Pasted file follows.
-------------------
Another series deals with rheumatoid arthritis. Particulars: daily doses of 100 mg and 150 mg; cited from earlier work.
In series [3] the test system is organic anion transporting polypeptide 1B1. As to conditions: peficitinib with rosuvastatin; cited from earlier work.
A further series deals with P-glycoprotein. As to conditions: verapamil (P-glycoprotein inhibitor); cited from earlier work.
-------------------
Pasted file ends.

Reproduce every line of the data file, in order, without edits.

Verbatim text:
Another series deals with rheumatoid arthritis. Particulars: daily doses of 100 mg and 150 mg; cited from earlier work.
In series [3] the test system is organic anion transporting polypeptide 1B1. As to conditions: peficitinib with rosuvastatin; cited from earlier work.
A further series deals with P-glycoprotein. As to conditions: verapamil (P-glycoprotein inhibitor); cited from earlier work.